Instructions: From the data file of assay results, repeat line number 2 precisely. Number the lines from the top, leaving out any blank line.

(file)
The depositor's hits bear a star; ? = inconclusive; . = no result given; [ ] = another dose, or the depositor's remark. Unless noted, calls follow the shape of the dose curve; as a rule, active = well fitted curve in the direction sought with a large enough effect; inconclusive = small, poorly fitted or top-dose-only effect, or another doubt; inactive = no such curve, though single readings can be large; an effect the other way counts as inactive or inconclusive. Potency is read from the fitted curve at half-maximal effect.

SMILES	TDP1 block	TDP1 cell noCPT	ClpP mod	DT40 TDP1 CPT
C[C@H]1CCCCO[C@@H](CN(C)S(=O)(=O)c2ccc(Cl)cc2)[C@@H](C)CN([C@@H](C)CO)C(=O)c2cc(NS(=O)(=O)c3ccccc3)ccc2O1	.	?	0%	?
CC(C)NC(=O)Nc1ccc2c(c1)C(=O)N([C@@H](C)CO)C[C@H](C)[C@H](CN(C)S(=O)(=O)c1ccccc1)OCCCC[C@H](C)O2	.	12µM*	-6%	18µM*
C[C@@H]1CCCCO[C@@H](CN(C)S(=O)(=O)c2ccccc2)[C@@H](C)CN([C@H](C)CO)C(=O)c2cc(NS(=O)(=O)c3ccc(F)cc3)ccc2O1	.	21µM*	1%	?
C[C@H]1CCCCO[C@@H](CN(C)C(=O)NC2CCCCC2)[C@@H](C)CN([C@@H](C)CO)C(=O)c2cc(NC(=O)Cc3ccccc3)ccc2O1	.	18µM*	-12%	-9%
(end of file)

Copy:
SMILES	TDP1 block	TDP1 cell noCPT	ClpP mod	DT40 TDP1 CPT